An opulent dining affair (+recipes)

By Amanda Laird

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As summer winds down, it's a good time to host an elegant dinner party at home.

Roasted shallot and chevre tartlets. Photo / Babiche Martens
Roasted shallot and chevre tartlets. Photo / Babiche Martens

It is hard to believe summer is drawing to a close. Even though it hasn't been the best summer in recent history it can still be difficult to kiss the warmth goodbye. Personally, autumn is my favourite season with lovely crisp mornings and clear days. (Plus, it's time to buy new clothes and get the boots out.)

Flavours become richer at this time of the year and it is a good excuse - not that one should ever be needed - to create more of an opulent menu and entertain at home. These dinner party recipes are written to serve four but the ingredient quantities can easily be increased to serve six or eight.

There are plenty of pastry case tins in different shapes and sizes to make these stylish tartlets yourself with either home-made pastry or bought. Also, ready-made pastry cases have come a long way since the vol-au-vent. Round, rectangular or square, gluten-free or not ... take your pick. Warm the cases in the oven and warm the filling then combine and serve straight away because heaven forbid you serve a tartlet with a soggy bottom.

Shallots are delicious cooked slowly with a little balsamic, garlic and thyme. Topped with soft, fresh goat cheese they look and taste divine.

For the autumn vegetable salad choose whichever vegetables look the best - whether pumpkin, leeks, brussels sprouts, silverbeet or parsnips. Combine with parmesan - which is baked until crispy - and a smattering of toasted sourdough crumbs and you have a hearty salad with plenty of flavour and texture.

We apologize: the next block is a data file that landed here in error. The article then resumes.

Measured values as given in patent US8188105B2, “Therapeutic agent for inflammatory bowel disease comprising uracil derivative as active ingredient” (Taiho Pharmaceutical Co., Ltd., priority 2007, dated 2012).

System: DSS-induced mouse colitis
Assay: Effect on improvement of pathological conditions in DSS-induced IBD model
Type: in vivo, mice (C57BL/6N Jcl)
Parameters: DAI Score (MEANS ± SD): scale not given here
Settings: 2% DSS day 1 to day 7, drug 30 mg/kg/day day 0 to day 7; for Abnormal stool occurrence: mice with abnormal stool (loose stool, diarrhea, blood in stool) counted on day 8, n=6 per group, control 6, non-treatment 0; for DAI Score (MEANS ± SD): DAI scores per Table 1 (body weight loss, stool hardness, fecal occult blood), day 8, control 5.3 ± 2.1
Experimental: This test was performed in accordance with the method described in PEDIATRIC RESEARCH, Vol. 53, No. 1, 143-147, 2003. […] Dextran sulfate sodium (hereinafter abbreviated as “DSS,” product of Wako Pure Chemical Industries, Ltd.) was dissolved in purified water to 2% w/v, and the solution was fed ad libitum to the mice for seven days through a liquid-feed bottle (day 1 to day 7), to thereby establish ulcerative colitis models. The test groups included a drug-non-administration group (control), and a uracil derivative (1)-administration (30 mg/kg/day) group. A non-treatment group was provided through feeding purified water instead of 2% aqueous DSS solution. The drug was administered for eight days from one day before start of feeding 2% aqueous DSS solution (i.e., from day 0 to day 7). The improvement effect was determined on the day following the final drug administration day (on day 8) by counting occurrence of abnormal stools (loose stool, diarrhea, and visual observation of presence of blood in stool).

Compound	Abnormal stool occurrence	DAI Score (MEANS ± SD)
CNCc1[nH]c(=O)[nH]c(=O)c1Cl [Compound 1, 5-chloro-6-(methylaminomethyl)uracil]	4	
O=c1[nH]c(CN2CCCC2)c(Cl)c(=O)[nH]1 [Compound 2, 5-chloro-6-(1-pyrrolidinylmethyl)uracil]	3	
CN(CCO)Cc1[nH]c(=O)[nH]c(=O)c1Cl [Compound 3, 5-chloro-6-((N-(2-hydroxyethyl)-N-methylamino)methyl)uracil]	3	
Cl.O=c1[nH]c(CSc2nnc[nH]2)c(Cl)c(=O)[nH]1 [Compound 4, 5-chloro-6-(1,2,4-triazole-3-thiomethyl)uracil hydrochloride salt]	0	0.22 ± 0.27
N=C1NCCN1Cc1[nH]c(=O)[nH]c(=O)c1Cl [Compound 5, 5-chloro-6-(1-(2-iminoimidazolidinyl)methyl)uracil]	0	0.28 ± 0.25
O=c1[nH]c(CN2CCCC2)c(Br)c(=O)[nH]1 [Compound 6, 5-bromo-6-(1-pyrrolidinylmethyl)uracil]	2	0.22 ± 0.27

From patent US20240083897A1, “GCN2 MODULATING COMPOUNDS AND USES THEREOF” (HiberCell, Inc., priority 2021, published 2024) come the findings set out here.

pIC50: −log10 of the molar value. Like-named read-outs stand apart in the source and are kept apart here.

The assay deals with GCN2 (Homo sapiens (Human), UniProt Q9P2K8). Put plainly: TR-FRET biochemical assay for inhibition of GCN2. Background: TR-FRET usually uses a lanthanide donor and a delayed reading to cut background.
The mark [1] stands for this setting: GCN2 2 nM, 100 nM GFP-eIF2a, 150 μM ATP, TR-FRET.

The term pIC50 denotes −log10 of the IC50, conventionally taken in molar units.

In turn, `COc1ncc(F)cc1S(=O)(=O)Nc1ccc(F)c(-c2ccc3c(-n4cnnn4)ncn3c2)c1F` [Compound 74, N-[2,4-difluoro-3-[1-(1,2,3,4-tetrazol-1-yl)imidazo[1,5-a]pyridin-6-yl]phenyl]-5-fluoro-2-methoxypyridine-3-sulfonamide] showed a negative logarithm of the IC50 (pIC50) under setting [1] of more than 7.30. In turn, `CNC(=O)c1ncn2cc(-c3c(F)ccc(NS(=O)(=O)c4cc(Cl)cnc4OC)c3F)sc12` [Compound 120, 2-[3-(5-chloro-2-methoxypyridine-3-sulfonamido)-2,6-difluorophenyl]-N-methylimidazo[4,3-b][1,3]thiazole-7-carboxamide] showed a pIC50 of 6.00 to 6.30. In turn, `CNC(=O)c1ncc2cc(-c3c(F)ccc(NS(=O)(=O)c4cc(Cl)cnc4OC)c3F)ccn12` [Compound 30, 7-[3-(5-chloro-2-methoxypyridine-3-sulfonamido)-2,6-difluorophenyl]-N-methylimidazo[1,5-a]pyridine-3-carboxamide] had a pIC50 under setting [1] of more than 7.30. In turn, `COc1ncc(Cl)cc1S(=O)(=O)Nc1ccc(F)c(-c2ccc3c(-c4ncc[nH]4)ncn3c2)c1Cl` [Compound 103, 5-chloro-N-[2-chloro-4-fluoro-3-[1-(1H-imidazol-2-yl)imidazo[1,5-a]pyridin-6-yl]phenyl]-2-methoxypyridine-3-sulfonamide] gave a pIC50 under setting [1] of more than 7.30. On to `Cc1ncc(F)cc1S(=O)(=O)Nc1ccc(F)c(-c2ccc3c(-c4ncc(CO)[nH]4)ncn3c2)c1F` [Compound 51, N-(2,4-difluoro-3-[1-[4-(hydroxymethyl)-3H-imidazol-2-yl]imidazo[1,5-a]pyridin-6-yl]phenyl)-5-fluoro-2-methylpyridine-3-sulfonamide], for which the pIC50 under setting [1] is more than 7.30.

Remember to think of contrasting colours when choosing the vegetables for this dish and for the dressing use the best oil you can find.

Dessert is a simple but refined affair served in crystal glasses. Blueberries are steeped in a little cognac then spooned into glasses and topped with cream. I was lucky enough to be gifted the freshest vanilla pods from a cafe customer who has just returned from Tahiti - so soft and plump, bursting with seeds - which I scraped into the cream before whipping. A sprinkle of crushed amaretti biscuits adds a sublime finishing touch.

Chef's tip

Chevre can be substituted with a creamy cow feta if you don't fancy the flavour of goat cheese. Buy the best balsamic vinegar you can afford. You'll only need a little of the best - a drizzle will add so much more flavour than spoonfuls of a poor substitute.

- NZ Herald

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